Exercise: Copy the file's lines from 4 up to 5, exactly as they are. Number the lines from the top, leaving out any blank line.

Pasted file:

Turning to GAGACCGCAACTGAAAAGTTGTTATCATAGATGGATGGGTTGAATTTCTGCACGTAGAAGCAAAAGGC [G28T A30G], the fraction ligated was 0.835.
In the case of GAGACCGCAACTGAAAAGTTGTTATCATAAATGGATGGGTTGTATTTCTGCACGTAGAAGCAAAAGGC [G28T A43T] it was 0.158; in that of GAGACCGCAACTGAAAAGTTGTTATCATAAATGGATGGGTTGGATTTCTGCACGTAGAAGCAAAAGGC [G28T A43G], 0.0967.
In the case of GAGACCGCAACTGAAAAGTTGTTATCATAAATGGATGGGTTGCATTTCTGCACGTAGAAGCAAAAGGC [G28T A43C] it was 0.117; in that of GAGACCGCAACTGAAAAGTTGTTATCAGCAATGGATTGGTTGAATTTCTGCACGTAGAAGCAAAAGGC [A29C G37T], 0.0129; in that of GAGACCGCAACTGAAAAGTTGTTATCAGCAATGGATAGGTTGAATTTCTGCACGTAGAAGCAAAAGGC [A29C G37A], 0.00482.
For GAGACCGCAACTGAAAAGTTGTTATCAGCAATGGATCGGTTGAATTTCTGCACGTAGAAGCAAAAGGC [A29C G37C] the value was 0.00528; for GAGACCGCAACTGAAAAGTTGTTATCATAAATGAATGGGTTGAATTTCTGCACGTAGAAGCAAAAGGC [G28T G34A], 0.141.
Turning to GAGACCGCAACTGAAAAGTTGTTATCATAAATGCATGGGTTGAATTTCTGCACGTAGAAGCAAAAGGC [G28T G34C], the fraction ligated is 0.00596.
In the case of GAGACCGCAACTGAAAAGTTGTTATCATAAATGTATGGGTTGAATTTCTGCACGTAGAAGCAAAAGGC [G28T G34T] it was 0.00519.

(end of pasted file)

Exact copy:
For GAGACCGCAACTGAAAAGTTGTTATCAGCAATGGATCGGTTGAATTTCTGCACGTAGAAGCAAAAGGC [A29C G37C] the value was 0.00528; for GAGACCGCAACTGAAAAGTTGTTATCATAAATGAATGGGTTGAATTTCTGCACGTAGAAGCAAAAGGC [G28T G34A], 0.141.
Turning to GAGACCGCAACTGAAAAGTTGTTATCATAAATGCATGGGTTGAATTTCTGCACGTAGAAGCAAAAGGC [G28T G34C], the fraction ligated is 0.00596.